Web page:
Picture: AFP/September 11, 2023 – Overturned cars lay among other debris caused by flash floods in Derna, eastern Libya, on September 11, 2023. Flash floods in eastern Libya killed more than 2,300 people in the Mediterranean coastal city of Derna alone, the emergency services of the Tripoli-based government said on September 12.
By Sarah Dadouch
Thousands are feared to have died in floods that engulfed Libya’s east after Storm Daniel smashed into the North African country, swallowing whole neighbourhoods and with them, an unknown number of residents.
The city of Derna has been most acutely affected, after raging torrents of water tore through two dams and swept entire buildings into the sea. Othman Abdul Jalil, health minister and spokesperson of the UN-recognised government in west Libya, told local television channel al-Masar that the situation continues to deteriorate in the western city, and at least 2,000 have been found dead.
“I expect numbers of dead will rise to 10,000,” he told the channel early on Tuesday, adding that there is yet to be any confirmed final death count as many parts of the city remain inaccessible. Derna is estimated to have had around 90,000 residents.
“We call on friendly countries to help us save what is left of Derna,” Abdul Jalil said. “The field hospital is filled with corpses.”
Tamer Ramadan, the head of the Libyan delegation of the International Federation of the Red Cross and Red Crescent Societies, also said there was a staggering number of people still missing, reaching up to 10,000 in the five most affected cities.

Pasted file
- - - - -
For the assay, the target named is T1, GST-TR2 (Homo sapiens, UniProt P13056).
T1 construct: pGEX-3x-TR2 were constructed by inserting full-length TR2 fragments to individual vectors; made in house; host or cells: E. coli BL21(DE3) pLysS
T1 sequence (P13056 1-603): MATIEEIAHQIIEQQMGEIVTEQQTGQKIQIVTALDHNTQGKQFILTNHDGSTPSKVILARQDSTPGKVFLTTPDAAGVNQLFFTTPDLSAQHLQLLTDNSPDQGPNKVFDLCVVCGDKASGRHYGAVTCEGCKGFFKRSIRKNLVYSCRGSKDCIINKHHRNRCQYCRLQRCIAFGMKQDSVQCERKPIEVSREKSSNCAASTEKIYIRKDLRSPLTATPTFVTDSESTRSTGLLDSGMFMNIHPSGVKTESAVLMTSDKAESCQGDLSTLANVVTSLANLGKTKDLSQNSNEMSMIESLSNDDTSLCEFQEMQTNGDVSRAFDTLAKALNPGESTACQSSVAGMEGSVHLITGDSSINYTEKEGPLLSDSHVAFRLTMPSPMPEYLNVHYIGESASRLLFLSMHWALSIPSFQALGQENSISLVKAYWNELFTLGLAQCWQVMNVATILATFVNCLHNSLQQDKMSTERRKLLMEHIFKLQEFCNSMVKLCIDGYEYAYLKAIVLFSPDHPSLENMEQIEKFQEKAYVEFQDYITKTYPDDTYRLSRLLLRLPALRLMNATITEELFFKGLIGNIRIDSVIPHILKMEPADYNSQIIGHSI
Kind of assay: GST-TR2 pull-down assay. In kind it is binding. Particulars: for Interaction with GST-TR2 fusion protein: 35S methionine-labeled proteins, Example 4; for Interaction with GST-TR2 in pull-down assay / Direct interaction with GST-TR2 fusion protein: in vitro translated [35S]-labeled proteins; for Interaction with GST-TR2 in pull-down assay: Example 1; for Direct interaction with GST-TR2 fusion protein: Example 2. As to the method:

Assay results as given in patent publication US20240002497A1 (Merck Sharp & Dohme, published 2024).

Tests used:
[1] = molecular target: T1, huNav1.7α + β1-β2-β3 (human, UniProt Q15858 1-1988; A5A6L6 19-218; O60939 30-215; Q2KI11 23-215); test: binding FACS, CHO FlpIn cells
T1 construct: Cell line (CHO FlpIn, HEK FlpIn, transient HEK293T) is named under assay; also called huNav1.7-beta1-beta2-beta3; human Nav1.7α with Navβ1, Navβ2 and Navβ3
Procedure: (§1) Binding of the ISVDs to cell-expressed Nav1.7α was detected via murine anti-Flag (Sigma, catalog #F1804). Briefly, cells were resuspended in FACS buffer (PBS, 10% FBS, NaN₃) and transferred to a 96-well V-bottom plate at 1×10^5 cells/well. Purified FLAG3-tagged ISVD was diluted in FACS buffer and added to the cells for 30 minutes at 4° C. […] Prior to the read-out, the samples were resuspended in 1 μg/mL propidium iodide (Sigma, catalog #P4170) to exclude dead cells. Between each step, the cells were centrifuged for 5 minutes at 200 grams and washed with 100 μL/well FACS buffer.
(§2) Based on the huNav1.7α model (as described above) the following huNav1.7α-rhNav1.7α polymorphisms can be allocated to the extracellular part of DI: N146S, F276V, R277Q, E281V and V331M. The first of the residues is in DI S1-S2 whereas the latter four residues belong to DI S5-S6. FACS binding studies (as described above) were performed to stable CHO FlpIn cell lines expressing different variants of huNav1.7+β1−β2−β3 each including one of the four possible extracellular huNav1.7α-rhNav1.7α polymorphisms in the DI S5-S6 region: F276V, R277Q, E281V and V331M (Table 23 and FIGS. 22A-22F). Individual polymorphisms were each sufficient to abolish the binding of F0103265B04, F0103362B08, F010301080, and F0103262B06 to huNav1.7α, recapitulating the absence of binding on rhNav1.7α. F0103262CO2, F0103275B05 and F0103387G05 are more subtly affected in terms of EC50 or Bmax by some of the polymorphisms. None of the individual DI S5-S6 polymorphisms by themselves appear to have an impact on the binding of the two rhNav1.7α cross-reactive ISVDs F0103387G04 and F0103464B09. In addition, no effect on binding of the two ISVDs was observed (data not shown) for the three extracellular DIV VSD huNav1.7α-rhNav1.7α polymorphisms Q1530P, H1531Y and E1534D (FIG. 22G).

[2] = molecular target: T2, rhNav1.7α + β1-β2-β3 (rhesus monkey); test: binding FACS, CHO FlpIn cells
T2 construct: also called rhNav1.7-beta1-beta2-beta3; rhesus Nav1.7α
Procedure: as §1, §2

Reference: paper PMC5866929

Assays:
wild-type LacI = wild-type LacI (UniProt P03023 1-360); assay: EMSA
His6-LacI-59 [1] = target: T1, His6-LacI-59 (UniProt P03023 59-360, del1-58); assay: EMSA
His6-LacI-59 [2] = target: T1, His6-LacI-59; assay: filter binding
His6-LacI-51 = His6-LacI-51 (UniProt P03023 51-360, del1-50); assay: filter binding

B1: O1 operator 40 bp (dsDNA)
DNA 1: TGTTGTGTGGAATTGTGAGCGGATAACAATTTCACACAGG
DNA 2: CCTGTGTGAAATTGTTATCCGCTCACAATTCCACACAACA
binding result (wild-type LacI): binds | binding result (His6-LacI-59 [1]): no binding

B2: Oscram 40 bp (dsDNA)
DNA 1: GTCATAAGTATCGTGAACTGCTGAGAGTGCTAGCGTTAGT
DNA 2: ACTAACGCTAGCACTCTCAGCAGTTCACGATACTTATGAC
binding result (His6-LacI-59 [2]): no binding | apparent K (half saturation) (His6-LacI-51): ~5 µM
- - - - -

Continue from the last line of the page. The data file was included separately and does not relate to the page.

“Our teams on the ground are still doing their assessment, but from what we see and from the news coming to us, the death toll is huge,” Ramadan told reporters in Geneva via video link from Tunisia. He said he expects deaths will be in the thousands.
Authorities in both the east and the west declared Derna a disaster zone on Monday after the water poured through it, submerging parts of the city in copper-coloured liquid.
Libya’s infrastructure has suffered repeated blows over the course of a civil war that broke out after the fall of Muammar Gaddafi in 2011. The country now remains divided between rival governments in the east and the west.
The west, which houses the UN-backed government, has rushed to help the east after the apocalyptic images surfaced. Telecommunication networks were down on Monday and early Tuesday: Abdul Jalil said they had lost contact with Derna’s emergency services at 3.30am. TV channel al-Masar said it also could not reach its correspondents on the ground.
General Khalifa Hifter, head of a coalition of factions and irregular fighters known as the Libyan National Army in the east, in a statement early on Tuesday called on other parts of the country to help the cities and towns in the Green Mountain area, which includes Derna and other affected places.
The United Arab Emirates, Egypt and Jordan, supporters of the LNA, have dispatched search and rescue teams and medical personnel to provide assistance. Turkey, who has traditionally supported the LNA’s foe in the west, the Government of National Accord, said it had dispatched three planes carrying search and rescue teams and humanitarian supplies.
Asmahan Belaoun, a member of parliament with family ties to Derna, told The Post on Monday that the highest priorities right now are providing a telecoms network and helicopters to find survivors. She added that, as winter approaches, the dams must be urgently rebuilt to keep any future flooding at bay.
The US Special Envoy for Libya, Ambassador Richard Norland, said the embassy was co-ordinating with the United Nations and Libyan authorities, and had issued an official declaration of humanitarian need which “will authorise initial funding that the United States will provide in support of relief efforts in Libya”. He added that many Libyan Americans had reached out, “anxious to make private contributions to relief efforts”.
Sarah Dadouch is a Beirut-based Middle East correspondent for The Washington Post. She was previously a Reuters correspondent in Beirut, Riyadh and Istanbul.
This article was first published in The Washington Post